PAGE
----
Your quality system does not adequately ensure the accuracy and integrity of data to support the safety, effectiveness, and quality of the drugs you manufacture. We strongly recommend that you retain a qualified consultant to assist in your remediation. In response to this letter, provide the following.
 
A.    A comprehensive investigation into the extent of the inaccuracies in data records and reporting. Your investigation should include:
  • A detailed investigation protocol and methodology; a summary of all laboratories, manufacturing operations, and systems to be covered by the assessment; and a justification for any part of your operation that you propose to exclude.
  • Interviews of current and former employees to identify the nature, scope, and root cause of data inaccuracies. We recommend that these interviews be conducted by a qualified third party.
  • An assessment of the extent of data integrity deficiencies at your facility. Identify omissions, alterations, deletions, record destruction, non-contemporaneous record completion, and other deficiencies. Describe all parts of your facility’s operations in which you discovered data integrity lapses.
  • A comprehensive retrospective evaluation of the nature of the testing data integrity deficiencies. We recommend that a qualified third party with specific expertise in the area where potential breaches were identified should evaluate all data integrity lapses. 
B.    A current risk assessment of the potential effects of the observed failures on the quality of your drugs. Your assessment should include analysesof the risks to patients caused by the release of drugs affected by a lapse of data integrity, and risks posed by ongoing operations.
 
C.    A management strategy for your firm that includes the details of your global corrective action and preventive action plan. Your strategy should include:
  • A detailed corrective action plan that describes how you intend to ensure the reliability and completeness of all of the data you generate, including analytical data, manufacturing records, and all data submitted to FDA.
  • A comprehensive description of the root causes of your data integrity lapses, including evidence that the scope and depth of the current action plan is commensurate with the findings of the investigation and risk assessment. Indicate whether individuals responsible for data integrity lapses remain able to influence CGMP-related or drug application data at your firm.
  • Interim measures describing the actions you have taken or will take to protect patients and to ensure the quality of your drugs, such as notifying your customers, recalling product, conducting additional testing, adding lots to your stability programs to assure stability, drug application actions, and enhanced complaint monitoring.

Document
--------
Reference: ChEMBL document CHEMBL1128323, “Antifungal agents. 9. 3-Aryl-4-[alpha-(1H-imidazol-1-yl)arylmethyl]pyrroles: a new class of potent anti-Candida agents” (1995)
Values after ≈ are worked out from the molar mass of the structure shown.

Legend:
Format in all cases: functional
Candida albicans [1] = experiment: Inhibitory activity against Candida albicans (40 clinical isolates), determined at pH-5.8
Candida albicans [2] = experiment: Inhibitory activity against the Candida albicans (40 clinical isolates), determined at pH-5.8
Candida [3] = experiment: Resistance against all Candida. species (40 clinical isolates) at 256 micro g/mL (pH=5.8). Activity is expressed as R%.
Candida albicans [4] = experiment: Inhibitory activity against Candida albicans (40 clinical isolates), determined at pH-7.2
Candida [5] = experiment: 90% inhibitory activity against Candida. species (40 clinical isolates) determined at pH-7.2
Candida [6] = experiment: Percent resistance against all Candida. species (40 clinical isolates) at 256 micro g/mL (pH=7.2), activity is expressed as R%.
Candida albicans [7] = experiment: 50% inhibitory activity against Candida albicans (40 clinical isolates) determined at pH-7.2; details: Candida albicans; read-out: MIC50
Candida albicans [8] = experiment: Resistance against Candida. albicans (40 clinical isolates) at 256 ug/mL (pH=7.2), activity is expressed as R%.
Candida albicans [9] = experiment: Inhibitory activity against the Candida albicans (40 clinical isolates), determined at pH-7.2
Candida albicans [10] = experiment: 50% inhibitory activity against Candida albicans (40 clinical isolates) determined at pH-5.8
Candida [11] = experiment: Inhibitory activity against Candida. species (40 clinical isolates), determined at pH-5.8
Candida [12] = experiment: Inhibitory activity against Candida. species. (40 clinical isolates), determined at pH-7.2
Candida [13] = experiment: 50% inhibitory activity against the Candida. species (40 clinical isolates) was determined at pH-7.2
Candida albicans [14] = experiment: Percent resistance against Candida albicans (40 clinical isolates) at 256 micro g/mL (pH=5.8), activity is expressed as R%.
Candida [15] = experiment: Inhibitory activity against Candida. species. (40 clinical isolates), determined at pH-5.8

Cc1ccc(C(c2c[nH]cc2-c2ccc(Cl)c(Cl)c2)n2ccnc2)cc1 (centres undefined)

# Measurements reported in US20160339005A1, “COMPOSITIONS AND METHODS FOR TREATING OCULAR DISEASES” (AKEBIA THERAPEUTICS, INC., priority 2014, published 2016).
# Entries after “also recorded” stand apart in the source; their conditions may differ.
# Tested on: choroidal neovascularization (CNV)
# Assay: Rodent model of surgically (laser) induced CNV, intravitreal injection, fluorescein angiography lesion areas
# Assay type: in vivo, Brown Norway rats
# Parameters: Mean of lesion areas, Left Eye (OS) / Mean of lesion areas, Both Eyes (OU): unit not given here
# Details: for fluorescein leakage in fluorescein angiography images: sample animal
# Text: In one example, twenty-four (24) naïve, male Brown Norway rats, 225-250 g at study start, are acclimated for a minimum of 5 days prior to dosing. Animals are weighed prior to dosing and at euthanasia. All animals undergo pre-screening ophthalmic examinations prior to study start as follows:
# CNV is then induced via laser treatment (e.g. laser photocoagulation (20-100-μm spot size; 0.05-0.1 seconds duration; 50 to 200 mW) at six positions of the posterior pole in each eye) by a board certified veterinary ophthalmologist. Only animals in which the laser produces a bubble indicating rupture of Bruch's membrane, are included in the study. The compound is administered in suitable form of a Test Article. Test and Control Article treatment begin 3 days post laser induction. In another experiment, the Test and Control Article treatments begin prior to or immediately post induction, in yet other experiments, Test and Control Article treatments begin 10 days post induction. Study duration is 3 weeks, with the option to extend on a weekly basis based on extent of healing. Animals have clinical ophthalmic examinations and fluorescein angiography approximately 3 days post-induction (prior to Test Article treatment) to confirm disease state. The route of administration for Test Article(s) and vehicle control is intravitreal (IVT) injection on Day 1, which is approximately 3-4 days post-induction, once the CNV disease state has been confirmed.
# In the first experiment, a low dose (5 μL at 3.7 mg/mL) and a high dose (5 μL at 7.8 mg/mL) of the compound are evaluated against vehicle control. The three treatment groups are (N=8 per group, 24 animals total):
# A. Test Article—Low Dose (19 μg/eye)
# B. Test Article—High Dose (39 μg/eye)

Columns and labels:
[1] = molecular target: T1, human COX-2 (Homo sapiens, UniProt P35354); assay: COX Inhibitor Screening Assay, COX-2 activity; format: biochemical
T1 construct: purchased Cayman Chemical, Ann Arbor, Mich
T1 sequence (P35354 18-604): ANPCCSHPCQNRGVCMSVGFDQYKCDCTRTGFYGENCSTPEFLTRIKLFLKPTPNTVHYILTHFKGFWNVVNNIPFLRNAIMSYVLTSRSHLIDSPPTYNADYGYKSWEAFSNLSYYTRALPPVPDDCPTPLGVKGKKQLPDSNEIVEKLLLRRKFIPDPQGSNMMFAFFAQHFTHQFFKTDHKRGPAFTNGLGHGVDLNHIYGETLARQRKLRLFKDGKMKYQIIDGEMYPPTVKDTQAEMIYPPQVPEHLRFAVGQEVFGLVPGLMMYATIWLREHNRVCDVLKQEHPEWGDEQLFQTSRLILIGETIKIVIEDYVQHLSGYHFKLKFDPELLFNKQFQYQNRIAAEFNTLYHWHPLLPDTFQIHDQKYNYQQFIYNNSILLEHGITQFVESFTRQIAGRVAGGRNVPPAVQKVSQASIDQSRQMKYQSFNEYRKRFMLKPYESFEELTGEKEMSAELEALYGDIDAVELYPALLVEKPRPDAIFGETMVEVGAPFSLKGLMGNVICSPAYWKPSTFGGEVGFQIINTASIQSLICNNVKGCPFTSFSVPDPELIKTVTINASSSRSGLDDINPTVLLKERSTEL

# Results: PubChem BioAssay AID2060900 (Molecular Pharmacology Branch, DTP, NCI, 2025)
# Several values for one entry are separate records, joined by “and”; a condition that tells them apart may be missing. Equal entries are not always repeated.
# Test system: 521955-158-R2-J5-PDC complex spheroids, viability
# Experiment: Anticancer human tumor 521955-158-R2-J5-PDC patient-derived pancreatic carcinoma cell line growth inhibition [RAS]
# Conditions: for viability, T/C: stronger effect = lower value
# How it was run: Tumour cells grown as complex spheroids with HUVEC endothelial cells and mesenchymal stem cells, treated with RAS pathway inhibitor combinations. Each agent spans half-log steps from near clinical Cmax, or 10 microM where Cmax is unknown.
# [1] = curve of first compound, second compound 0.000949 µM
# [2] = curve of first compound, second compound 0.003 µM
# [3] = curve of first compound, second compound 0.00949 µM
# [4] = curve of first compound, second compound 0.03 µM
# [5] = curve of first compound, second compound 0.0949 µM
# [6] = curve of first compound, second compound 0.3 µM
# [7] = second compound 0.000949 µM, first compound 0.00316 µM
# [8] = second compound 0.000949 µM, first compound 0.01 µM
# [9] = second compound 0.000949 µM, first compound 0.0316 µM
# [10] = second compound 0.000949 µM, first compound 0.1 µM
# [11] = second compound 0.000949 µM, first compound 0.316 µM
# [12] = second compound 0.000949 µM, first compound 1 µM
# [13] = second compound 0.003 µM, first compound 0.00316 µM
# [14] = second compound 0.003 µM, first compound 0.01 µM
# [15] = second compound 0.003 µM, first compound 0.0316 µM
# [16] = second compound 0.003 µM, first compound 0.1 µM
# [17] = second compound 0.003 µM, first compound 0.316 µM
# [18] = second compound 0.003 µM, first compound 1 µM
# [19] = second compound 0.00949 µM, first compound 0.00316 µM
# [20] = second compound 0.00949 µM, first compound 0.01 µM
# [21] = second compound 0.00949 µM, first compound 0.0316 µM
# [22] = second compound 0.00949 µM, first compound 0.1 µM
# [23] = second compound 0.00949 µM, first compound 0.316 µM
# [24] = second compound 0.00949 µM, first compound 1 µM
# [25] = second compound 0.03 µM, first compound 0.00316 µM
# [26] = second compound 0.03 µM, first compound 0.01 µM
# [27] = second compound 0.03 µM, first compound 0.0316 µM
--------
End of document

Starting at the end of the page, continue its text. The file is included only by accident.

• Long-term measures describing any remediation efforts and enhancements to procedures, processes, methods, controls, systems, management oversight, and human resources (e.g., training, staffing improvements) designed to ensure the integrity of your company’s data.
  • A status report for any of the above activities already underway or completed.
Conclusion
Deviations cited in this letter are not intended as an all-inclusive list. You are responsible for investigating these deviations, for determining the causes, for preventing their recurrence, and for preventing other deviations.
 
If you are considering an action that is likely to lead to a disruption in the supply of drugs produced at your facility, FDA requests that you contact CDER’s Drug Shortages Staff immediately, at drugshortages@fda.hhs.gov, so that FDA can work with you on the most effective way to bring your operations into compliance with the law. Contacting the Drug Shortages Staff also allows you to meet any obligations you may have to report discontinuances or interruptions in your drug manufacture under 21 U.S.C. 356C(b) and allows FDA to consider, as soon as possible, what actions, if any, may be needed to avoid shortages and protect the health of patients who depend on your products.
 
Until you correct all deviations completely and we confirm your compliance with CGMP, FDA may withhold approval of any new applications or supplements listing your firm as a drug manufacturer.
 
Failure to correct these deviations may also result in FDA refusing admission of articles manufactured at Sekisui Medical Co., Ltd. 4-115 Matsuo, Hachimantai, Iwate, into the United States under section 801(a)(3) of the FD&C Act, 21 U.S.C. 381(a)(3). Under the same authority, articles may be subject to refusal of admission, in that the methods and controls used in their manufacture do not appear to conform to CGMP within the meaning of section 501(a)(2)(B) of the FD&C Act, 21 U.S.C. 351(a)(2)(B).
 
After you receive this letter, respond to this office in writing within 15 working days. Specify what you have done since our inspection to correct your deviations and to prevent their recurrence. If you cannot complete corrective actions within 15 working days, state your reasons for delay and your schedule for completion.
 
Send your electronic reply to CDER-OC-OMQ-Communications@fda.hhs.gov or mail your reply to:
           
Runa Musib, Interdisciplinary Scientist
U.S. Food and Drug Administration
White Oak Building 51, Room 4359
10903 New Hampshire Avenue
Silver Spring, MD 20993
USA
 
Please identify your response with FEI 3002806840.
 
Sincerely,
/S/ 
Francis Godwin
Acting Director
Office of Manufacturing Quality
Office of Compliance
Center for Drug Evaluation and Research